How Diabetes Can Increase the Risk of Dry Eyes?

Diabetes, Infections and the Different Types of Gangrene: What You Need To  Know: Midwest Institute for Non-Surgical Therapy: Vascular and  Interventional RadiologistsDiabetes has a high blood sugar level and insufficient insulin production. Over time, when this blood glucose increases, it can impact various body parts, including the eyes. People with diabetes are more prone or vulnerable to dry eye syndrome than non-diabetic people. 


Dry eyes are often considered harmless, but if not taken care of on time, they can result in corneal abrasion and ulcers. If you are in a situation where you have diabetes and any symptoms of eye problems in Buffalo Grove, you can consult any of the dry eye buffalo grove doctors for better treatment. 


How Can Diabetes Increase the Risk of Dry Eyes? 


  • Damage to Blood Vessels: Diabetes can damage the blood vessels throughout the body, including those that supply blood to the eyes. These eye blood vessels play a crucial role in providing nutrients and energy to various structures of the eyes, including tear-producing glands. So, when these blood vessels are affected, it can affect your eye health and tear glands. This will reduce the tear-producing capability and also lead to dry eyes.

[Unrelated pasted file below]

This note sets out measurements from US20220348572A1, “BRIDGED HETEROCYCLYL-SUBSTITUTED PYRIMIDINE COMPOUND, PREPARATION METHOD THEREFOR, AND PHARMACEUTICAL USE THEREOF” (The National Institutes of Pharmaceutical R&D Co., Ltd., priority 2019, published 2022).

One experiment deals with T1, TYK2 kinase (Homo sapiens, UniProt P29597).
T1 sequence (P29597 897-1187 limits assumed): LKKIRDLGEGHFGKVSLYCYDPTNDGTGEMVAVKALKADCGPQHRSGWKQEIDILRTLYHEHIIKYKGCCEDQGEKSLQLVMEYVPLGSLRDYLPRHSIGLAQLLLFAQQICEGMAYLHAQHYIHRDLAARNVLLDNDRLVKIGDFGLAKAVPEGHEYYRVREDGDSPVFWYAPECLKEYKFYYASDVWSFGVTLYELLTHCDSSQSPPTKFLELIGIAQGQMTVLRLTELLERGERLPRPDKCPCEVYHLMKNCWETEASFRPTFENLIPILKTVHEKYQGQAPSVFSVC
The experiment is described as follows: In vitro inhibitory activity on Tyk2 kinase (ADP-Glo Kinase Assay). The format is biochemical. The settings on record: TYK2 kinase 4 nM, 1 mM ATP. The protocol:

• Reduced Corneal Sensitivity: The body produces tears in response to the messages received from the cornea. But if the nerves in the cornea are disturbed, it becomes less sensitive. In this situation, the eyes do not become aware of the sand in the eyes or whether they are dry, and they stop producing tears. 
  • Inflammation: Diabetes is associated with chronic inflammation, and it affects various parts of the body. Inflammation in the tear-producing glands can impair the ability to produce adequate tears, leading to dry eyes. 
  • Increased Evaporation: A high blood sugar level can lead to high evaporation of tears from the eye’s surface. It is due to changes in the eye film’s lipid layer, which helps slow evaporation. When the lipid layer is compromised, it leads to more evaporation of tears, resulting in dry eyes. 
  • Neuropathy: Diabetes can damage nerves, which are responsible for controlling tear production and maintaining the cornea’s health. It can disrupt the average tear film production and composition, resulting in dry eyes. 
  • Medication side effects: Some medications can have side effects on the eyes and contribute to dry eyes. 


These are the potential pathways that can contribute to dry eyes among people with dry eyes. Therefore, if you are a person with diabetes, you should also consult a doctor for your regular eye checkup to ensure no potential eye problems.